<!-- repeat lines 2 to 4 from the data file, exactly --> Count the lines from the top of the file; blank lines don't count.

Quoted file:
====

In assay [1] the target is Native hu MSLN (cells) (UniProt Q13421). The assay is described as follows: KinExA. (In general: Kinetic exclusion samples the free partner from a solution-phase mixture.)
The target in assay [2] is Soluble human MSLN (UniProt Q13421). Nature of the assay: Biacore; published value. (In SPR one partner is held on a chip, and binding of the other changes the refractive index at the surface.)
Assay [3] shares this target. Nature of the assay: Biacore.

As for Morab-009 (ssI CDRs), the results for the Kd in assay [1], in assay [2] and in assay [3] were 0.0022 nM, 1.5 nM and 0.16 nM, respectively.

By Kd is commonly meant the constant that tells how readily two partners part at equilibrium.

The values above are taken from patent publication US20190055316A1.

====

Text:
The target in assay [2] is Soluble human MSLN (UniProt Q13421). Nature of the assay: Biacore; published value. (In SPR one partner is held on a chip, and binding of the other changes the refractive index at the surface.)
Assay [3] shares this target. Nature of the assay: Biacore.

As for Morab-009 (ssI CDRs), the results for the Kd in assay [1], in assay [2] and in assay [3] were 0.0022 nM, 1.5 nM and 0.16 nM, respectively.